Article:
IT Security Outsourced IT

Border Gateway Protocol

What is Border Gateway Protocol?

Border Gateway Protocol (BGP) refers to a gateway protocol that connects all networks over the internet by enabling the internet to exchange routing information between autonomous systems (ASs). BGP connects ASs, allowing them to exchange information about their reachability. Updated information about reachability can be stored by BGP routers in order to recommend the best route possible to reach a certain network. Once a change has been made, the BGP router informs neighbors about the change, which prompts the neighbor to make the same change. BGP’s inter-autonomous system configuration allows two autonomous systems to communicate with each other and to stay continuously connected to the internet. BGP routing has the following elements:

Autonomous systems (AS) communication. When two ASs communicate with each other, they exchange information about their respective networks. The information that they communicate includes details such as IP address ranges, subnet masks, and network-related data. This information is then used to build a routing table that details all of the possible routes between two ASs.

Route updates. After a routing table has been established, it needs to be regularly updated so that any network changes can be noted, a process referred to as route updating. Route updating involves sending messages back and forth between two ASs so that they both have the latest details in their routing tables.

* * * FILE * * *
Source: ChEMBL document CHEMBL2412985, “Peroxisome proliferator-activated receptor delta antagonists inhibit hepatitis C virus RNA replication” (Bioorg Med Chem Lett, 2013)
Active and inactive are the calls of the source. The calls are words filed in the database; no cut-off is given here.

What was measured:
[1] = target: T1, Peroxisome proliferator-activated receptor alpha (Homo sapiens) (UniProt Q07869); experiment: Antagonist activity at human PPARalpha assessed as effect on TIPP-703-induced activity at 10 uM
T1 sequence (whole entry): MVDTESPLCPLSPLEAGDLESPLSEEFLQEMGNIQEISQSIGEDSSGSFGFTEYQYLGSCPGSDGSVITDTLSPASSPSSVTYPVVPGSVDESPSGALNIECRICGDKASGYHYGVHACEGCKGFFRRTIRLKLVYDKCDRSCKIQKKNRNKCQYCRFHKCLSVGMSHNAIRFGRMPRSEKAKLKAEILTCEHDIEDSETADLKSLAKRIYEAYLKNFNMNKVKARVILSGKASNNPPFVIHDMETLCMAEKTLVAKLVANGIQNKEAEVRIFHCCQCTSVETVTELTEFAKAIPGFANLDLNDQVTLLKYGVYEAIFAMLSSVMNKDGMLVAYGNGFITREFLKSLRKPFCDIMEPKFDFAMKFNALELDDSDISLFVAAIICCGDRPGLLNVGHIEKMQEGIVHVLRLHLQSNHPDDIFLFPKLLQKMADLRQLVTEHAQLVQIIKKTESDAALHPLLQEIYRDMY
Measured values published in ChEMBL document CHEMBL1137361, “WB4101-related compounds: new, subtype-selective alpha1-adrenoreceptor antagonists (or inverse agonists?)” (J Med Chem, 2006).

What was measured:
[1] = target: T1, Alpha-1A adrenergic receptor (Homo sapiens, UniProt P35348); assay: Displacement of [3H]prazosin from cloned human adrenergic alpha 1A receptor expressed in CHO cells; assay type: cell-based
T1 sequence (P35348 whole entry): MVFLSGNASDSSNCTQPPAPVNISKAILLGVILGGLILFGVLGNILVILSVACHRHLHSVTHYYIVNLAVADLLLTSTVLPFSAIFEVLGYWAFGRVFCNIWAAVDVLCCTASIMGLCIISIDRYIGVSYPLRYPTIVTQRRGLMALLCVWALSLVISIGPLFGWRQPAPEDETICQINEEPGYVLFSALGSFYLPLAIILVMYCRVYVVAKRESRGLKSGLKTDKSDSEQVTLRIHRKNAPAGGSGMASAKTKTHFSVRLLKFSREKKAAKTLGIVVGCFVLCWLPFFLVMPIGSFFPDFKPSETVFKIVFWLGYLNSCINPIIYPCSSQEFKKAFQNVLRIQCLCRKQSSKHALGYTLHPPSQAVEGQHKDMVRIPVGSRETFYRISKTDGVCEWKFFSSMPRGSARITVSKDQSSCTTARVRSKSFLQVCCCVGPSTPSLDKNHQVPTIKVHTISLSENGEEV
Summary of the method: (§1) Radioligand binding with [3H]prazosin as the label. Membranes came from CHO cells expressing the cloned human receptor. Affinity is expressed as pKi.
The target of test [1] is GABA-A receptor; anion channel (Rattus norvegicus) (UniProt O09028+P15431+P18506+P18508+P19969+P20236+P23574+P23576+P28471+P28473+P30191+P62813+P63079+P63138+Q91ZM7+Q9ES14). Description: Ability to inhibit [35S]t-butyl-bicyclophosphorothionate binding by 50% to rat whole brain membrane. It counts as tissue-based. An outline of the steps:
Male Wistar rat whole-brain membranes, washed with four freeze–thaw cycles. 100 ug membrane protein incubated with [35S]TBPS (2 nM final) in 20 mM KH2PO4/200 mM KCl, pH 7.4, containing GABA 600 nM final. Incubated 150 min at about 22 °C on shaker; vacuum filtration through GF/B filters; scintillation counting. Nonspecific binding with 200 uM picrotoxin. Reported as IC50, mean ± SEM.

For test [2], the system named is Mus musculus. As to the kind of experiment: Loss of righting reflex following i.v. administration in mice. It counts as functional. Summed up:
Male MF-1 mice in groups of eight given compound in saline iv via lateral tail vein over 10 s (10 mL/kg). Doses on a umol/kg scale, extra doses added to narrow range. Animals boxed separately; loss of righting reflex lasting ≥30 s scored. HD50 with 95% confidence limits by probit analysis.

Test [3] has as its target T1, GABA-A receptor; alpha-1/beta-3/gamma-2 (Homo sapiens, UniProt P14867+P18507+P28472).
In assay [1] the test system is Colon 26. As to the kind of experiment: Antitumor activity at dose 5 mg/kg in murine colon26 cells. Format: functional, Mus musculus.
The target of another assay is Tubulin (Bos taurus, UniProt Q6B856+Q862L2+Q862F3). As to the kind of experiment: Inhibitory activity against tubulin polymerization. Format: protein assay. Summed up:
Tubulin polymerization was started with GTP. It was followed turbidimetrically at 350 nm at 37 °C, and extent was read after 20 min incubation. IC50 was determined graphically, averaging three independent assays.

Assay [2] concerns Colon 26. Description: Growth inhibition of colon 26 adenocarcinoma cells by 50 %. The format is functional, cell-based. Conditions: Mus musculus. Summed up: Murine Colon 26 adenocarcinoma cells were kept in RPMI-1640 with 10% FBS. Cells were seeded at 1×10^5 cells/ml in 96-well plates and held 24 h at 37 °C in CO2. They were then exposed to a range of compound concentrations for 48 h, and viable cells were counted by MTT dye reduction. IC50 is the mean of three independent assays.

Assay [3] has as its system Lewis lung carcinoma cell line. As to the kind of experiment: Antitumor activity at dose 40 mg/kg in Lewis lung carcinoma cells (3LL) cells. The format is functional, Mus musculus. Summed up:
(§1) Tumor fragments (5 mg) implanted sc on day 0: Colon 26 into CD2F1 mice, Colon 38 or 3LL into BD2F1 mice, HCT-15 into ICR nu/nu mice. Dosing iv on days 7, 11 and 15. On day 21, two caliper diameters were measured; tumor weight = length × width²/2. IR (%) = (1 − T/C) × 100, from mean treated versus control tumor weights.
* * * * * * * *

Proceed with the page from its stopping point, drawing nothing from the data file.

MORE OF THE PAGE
Path attributes. BGP uses path attributes to determine which route should be taken to send packets from one AS to another. Path attributes may include latency, hop count, and transmission cost.

Functions of BGP include:

Maintaining route details. BGP routers update all available routes to the internet in the routing table and use that information to determine the best route.

Route selection. BGP uses path attributes to determine which route offers the best performance.

Redundancy. BGP will automatically reroute traffic to an alternative route if it detects that the primary path is not functioning properly.

Cybersecurity. BGP can protect against malicious traffic by filtering out messages that do not come from legitimate ASs. BGP can also authenticate messages between routers using passwords or keys that ensure only authorized ASs can exchange information.

Network communication. BGP allows communication between networks such as IPv2 and IPv6, ensuring communication regardless of device or network type.

It is critical to ensure that BGP is properly configured in order to avoid the following issues:

  • Instability
  • Errors due to misconfiguration
  • Cybersecurity vulnerabilities
  • Propagation delays